“Fate.” said Madame Marcia, as though speaking of an old and trusted friend. “I was associated with Gipsy Oliver at Coney Island. Mostly for amusement’s sake. But”–Madame’s voice became low and thrilling–“she had gifts as well–worldliness. Dark gifts. Amongst them, the gift of prophecy. I was, I thought, happily married. With two beautiful children. My husband, Dr. Champrey, had an excellent practice, specialising in the lower lumbar region and, of course, the entire renal system. But the spirits spoke to Gipsy Oliver. She spoke to me. Beware of the turkey, she said one day. I thought she was joking. I laughed–more fool I! What turkey? I asked. I know turkeys, and don’t much care to eat them–so dry, always, unless you have the knack of basting, which fate has denied me. Well, lo! and behold the next month, November it was, I was preparing a Thanksgiving dinner for my loved ones, when Dr. Champrey said, ‘I’ll go buy us a turkey.’ I remember now a shiver came over me. A chill, like a ghost’s hand upon me.”

Jess shivered in the stuffy room. This was the real thing, all right. No doubt of that.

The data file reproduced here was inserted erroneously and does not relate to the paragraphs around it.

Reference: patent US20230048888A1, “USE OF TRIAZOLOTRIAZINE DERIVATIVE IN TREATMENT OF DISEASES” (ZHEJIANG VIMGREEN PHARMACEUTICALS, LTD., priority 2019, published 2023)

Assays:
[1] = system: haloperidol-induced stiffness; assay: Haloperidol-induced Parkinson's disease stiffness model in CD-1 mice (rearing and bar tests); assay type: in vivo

“I said, ‘Horace, I’m not partial to turkey, as you know. Just a boiled chicken will do.'” She exhaled. Jess inhaled and smelled boiled chicken, old sandalwood. “‘Why not splurge?’ he said. Then he was gone. He never,” Madame Marcia’s bloodshot eyes glared at Jess, “came back.”

“Killed?” […]

“Who knows? The son-of-a-bitch,” she added, suddenly soulful.

Oo-oo-oo-dunnit

Posted in FILM, literature with tags , , , , , , , on February 25, 2015 by dcairns

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THE SECRET WITNESS is a 1931 pre-code with Una Merkel as a crime-solving society dame (I know! Una Merkel?), Zasu Pitts as a hapless switchboard operator (I feel your eyebrows, raised to stratospheric astonishment by the previous bit of casting, burn up on re-entry as they hasten to resume their customary position on your face), and, most excitingly of all, a pistol-packing chimpanzee known only as “the monk.”

We open on a miniature skyscraper somewhere in a sound stage New York, its snowglobe dinkiness so perfect that it’s no surprise to find Clarence Muse as doorman. The movieness of this movie is well-established before a room has even been entered.

Funniest bit is Zasu describing the book she’s reading to her offscreen beau, Elmer, over the phone. “Oh, it’s a book about a… well.”